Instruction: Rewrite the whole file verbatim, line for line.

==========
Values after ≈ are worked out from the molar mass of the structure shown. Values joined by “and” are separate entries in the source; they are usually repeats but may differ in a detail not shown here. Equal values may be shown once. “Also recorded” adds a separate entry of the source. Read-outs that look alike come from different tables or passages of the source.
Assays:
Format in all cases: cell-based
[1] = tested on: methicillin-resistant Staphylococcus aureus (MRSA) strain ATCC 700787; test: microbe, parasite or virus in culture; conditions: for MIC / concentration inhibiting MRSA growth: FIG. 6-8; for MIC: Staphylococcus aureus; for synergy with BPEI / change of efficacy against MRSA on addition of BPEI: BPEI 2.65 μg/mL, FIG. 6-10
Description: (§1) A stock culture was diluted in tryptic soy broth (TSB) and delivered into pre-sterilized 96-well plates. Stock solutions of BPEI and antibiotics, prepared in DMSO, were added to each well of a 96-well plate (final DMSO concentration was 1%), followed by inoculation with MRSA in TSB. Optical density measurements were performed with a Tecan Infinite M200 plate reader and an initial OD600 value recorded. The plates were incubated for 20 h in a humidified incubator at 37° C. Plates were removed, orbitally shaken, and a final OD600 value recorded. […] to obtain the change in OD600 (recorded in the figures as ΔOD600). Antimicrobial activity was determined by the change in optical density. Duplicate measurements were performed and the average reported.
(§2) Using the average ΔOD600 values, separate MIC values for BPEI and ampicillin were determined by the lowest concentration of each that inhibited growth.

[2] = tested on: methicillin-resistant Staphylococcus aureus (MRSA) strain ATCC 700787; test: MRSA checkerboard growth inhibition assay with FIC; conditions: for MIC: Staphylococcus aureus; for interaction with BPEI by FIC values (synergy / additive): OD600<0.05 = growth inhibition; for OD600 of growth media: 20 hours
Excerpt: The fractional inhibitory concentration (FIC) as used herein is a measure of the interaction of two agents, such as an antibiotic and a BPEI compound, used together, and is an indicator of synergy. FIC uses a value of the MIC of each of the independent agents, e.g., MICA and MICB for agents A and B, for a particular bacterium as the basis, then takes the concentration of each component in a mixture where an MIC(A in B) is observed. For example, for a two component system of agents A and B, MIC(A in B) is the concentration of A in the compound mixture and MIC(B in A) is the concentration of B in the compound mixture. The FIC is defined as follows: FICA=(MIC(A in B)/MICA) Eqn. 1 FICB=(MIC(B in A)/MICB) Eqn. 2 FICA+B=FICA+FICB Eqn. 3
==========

Values after ≈ are worked out from the molar mass of the structure shown. Values joined by “and” are separate entries in the source; they are usually repeats but may differ in a detail not shown here. Equal values may be shown once. “Also recorded” adds a separate entry of the source. Read-outs that look alike come from different tables or passages of the source.
Assays:
Format in all cases: cell-based
[1] = tested on: methicillin-resistant Staphylococcus aureus (MRSA) strain ATCC 700787; test: microbe, parasite or virus in culture; conditions: for MIC / concentration inhibiting MRSA growth: FIG. 6-8; for MIC: Staphylococcus aureus; for synergy with BPEI / change of efficacy against MRSA on addition of BPEI: BPEI 2.65 μg/mL, FIG. 6-10
Description: (§1) A stock culture was diluted in tryptic soy broth (TSB) and delivered into pre-sterilized 96-well plates. Stock solutions of BPEI and antibiotics, prepared in DMSO, were added to each well of a 96-well plate (final DMSO concentration was 1%), followed by inoculation with MRSA in TSB. Optical density measurements were performed with a Tecan Infinite M200 plate reader and an initial OD600 value recorded. The plates were incubated for 20 h in a humidified incubator at 37° C. Plates were removed, orbitally shaken, and a final OD600 value recorded. […] to obtain the change in OD600 (recorded in the figures as ΔOD600). Antimicrobial activity was determined by the change in optical density. Duplicate measurements were performed and the average reported.
(§2) Using the average ΔOD600 values, separate MIC values for BPEI and ampicillin were determined by the lowest concentration of each that inhibited growth.

[2] = tested on: methicillin-resistant Staphylococcus aureus (MRSA) strain ATCC 700787; test: MRSA checkerboard growth inhibition assay with FIC; conditions: for MIC: Staphylococcus aureus; for interaction with BPEI by FIC values (synergy / additive): OD600<0.05 = growth inhibition; for OD600 of growth media: 20 hours
Excerpt: The fractional inhibitory concentration (FIC) as used herein is a measure of the interaction of two agents, such as an antibiotic and a BPEI compound, used together, and is an indicator of synergy. FIC uses a value of the MIC of each of the independent agents, e.g., MICA and MICB for agents A and B, for a particular bacterium as the basis, then takes the concentration of each component in a mixture where an MIC(A in B) is observed. For example, for a two component system of agents A and B, MIC(A in B) is the concentration of A in the compound mixture and MIC(B in A) is the concentration of B in the compound mixture. The FIC is defined as follows: FICA=(MIC(A in B)/MICA) Eqn. 1 FICB=(MIC(B in A)/MICB) Eqn. 2 FICA+B=FICA+FICB Eqn. 3